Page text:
Well, that ’s it. John Lewis went on to that bridge at Selma, Alabama, where his head was cracked open. He carried on. His story is well known. I never encountered anything so dramatic, and wonder to this day how I would have fared with Gandhi—or the Riders. I have always admired John Lewis in the same way I admired Chesty Puller.

The following day, I went to work and wrote a four page story recounting of my time with the Freedom Riders, using as much a downplayed, just-the-facts style as I could manage and still tell Richmond’s readers who these people were that had ridden by. I’m sure they would have liked to have known, even if they heartily disapproved. I didn’t mention We Shall Overcome. I turned the story in, and later was informed by the city editor that he was thanking me for a good story and a job-well-done but that he had “spiked” my copy. It would not see the light of day. I nodded. He didn’t have to tell me why. The News Leader, where Douglas Southall Freeman, he of Lee’s Lieutenants, once reigned as editor, was still very much part of the South. It wouldn’t lie, but it wouldn’t tell all the truth.

The Freedom Riders moved on, passing through Virginia without major incident. At Rock Hill, S.C., it all changed, as recounted in Raymond Arsenault’s excellent book, “Freedom Rider.” Ironically, the lack of advance publicity along the way had worked in favor of the Riders from the point of view of intervention, although contrary to their overall purpose to provoke publicity. But the KKK finally tumbled. Eventually, the Freedom Riders banged their way South to the Selma bridge. The beatings were top of the evening news, the cover of Time. The city editor approached me and asked if I would mind rewriting my earlier piece to reflect that these news magnets had stopped in Richmond. I minded. I declined. I didn’t have to tell why.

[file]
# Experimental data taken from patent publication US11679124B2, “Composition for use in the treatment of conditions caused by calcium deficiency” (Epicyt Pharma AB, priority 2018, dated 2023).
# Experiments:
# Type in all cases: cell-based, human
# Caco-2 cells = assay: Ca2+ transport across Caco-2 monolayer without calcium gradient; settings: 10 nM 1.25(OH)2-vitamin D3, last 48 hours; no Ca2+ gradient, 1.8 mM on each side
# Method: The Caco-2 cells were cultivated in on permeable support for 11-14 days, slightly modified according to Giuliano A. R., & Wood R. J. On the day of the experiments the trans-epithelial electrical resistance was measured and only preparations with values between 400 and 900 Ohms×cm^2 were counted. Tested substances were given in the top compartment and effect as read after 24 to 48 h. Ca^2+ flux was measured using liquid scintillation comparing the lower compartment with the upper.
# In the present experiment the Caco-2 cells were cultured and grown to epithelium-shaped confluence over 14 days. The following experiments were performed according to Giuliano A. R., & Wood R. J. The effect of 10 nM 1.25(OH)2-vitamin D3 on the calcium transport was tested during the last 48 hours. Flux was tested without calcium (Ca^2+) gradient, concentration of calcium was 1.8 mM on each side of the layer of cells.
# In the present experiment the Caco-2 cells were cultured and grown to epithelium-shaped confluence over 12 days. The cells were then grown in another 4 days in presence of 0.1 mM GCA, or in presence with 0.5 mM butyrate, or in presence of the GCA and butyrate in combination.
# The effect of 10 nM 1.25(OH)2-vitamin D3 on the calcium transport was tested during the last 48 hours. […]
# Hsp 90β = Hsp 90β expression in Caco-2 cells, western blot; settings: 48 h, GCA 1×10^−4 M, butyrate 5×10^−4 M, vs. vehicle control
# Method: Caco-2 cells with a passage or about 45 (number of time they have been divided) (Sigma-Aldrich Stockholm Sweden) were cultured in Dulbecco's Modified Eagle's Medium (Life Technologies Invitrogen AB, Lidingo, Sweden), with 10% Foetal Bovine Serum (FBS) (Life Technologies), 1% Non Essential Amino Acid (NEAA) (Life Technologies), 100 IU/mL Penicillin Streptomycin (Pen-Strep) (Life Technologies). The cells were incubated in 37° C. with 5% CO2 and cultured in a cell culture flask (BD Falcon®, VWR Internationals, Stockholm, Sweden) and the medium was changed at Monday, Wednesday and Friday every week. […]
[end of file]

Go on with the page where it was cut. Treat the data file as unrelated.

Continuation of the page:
Soon after, upon reflection, I decided internally that if I wanted to continue following the civil rights story, I was going to have to do it from a different venue than the newspaper I was on. Journalistically, the catnip of a story becomes poison with suppression. Meanwhile, I had to swallow the frustration; I had a child on the way, and needed a job. I asked to be switched to other coverage, and I was introduced to the business/financial beat, with a back-up in politics.

I covered several more civil rights protests after that, but business/finance be-came my muse. John Lewis stayed the course.

James Hanscom July 28, 2020 Harrisonburg, VA